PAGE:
12 April 2021
Check your specialist registration before Friday
Medical practitioners who are fellows with either RACGP or ACRRM will need to ensure they are registered as a specialist with AHPRA before this Friday, or lose access to A1 rebates.
AHPRA told TMR it did not know how many GPs were affected but was working with Services Australia and the Department of Health to identify them.
“Affected medical practitioners will be contacted by email and told how to apply for GP specialist registration if they wish to access the relevant Medicare rebates,” a spokesperson said, adding that any further queries should be directed to the Department of Health.
Under the Health Insurance Amendment (General Practitioners and Quality Assurance) Bill 2020, GPs will now be recognised as specialists, which removes the need to complete a college fellowship to access higher Medicare rebates.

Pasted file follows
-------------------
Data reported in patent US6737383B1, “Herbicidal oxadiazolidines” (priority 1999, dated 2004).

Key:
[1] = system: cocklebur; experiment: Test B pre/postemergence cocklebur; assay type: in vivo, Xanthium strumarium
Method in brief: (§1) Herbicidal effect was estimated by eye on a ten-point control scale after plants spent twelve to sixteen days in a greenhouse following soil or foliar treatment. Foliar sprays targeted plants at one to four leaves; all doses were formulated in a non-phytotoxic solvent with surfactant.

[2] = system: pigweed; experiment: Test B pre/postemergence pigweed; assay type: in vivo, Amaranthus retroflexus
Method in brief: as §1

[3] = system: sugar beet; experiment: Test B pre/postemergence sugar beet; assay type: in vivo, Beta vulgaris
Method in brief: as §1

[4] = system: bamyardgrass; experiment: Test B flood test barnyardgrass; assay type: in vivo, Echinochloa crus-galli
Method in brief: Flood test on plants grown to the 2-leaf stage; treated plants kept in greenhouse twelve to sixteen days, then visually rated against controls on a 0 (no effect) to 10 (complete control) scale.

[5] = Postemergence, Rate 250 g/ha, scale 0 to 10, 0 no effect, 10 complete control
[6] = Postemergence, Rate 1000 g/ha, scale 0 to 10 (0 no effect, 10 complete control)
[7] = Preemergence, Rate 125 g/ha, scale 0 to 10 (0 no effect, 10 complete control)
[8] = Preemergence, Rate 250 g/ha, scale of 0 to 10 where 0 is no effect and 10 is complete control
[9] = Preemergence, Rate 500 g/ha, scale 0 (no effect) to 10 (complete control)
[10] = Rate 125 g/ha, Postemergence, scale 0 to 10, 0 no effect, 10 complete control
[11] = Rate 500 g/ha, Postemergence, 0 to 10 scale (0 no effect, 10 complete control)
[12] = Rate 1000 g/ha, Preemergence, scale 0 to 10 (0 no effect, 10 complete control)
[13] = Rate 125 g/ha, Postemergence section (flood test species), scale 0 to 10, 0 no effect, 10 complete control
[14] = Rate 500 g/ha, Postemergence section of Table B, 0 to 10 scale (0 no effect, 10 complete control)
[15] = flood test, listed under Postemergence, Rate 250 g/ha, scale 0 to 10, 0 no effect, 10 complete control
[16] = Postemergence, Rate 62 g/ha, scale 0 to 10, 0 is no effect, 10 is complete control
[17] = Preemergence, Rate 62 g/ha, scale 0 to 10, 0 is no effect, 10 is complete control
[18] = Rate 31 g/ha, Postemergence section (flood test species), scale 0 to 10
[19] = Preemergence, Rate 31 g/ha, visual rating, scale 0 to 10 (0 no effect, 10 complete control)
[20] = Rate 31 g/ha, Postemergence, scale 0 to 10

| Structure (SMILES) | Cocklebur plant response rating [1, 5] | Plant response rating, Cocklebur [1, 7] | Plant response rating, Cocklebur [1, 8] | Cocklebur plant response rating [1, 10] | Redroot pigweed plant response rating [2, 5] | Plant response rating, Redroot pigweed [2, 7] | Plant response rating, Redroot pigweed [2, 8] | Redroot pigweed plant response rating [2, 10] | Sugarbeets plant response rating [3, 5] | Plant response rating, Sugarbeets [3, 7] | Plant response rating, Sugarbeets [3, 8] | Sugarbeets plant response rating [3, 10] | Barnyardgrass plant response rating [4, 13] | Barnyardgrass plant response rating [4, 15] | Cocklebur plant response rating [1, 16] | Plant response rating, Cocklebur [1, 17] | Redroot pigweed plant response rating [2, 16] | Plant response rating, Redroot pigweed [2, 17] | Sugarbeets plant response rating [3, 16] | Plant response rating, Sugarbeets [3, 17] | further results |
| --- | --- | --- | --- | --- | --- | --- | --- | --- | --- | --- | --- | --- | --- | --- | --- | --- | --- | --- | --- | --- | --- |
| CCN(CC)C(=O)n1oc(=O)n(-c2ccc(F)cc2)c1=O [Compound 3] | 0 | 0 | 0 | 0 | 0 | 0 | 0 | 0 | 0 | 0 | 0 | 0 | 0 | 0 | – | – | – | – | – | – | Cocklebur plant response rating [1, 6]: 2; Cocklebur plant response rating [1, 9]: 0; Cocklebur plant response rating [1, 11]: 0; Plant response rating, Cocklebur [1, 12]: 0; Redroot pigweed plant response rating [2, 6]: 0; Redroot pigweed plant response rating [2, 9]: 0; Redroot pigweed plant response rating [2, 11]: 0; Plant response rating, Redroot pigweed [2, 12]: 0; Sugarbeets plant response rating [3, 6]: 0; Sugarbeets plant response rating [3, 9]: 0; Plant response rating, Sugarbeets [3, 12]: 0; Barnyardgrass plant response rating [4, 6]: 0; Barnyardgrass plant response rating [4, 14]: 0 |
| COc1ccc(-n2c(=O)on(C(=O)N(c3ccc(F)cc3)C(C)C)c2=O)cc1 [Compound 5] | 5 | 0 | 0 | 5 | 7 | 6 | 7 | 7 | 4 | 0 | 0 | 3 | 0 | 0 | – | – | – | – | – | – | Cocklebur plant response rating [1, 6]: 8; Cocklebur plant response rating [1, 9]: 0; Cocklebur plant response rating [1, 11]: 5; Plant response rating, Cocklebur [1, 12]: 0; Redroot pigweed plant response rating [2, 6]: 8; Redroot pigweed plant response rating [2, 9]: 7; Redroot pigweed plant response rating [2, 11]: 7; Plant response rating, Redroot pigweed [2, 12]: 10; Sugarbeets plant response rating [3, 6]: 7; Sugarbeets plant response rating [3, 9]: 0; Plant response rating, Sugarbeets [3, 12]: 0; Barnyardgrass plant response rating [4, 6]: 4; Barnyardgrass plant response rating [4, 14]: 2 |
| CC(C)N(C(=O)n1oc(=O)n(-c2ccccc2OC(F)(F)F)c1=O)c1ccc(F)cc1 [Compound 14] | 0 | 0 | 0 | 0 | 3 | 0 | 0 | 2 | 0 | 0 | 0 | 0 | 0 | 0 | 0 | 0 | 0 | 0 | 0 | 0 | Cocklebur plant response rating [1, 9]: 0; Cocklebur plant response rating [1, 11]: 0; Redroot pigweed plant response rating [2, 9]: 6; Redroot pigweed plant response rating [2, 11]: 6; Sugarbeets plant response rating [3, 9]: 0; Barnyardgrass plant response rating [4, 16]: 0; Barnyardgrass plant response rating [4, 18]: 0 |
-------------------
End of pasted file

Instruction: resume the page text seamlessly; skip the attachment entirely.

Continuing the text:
A1 rebates will be limited to doctors with a specialist AHPRA registration, in a similar manner to the current Vocational Register.
According to the Bill, the new legislation has been designed with the aim of simplifying administrative processes and to “align the requirements for GPs to access higher Medicare rebates with those of other specialties”.
Services Australia will be able to use AHPRA’s national registration database to confirm GP eligibility for higher rebates, cutting out the need to confirm fellowship and Continuing Professional Development compliance with the colleges.
The changes will come into effect this Friday 16 April, and any GPs without specialist registration will lose access to A1 rebates.
If they wish to be reinstated, all current non-vocationally registered GPs need to apply to Services Australia by Friday 30 April.
After June 15, there will be no opportunity for non-vocationally registered GPs to re-register as a specialist, or gain access to the higher rebates.
The incoming changes also mean it will not be essential to be a member of RACGP or ACRRM for CPD purposes, and third-party organisation can now manage CPD.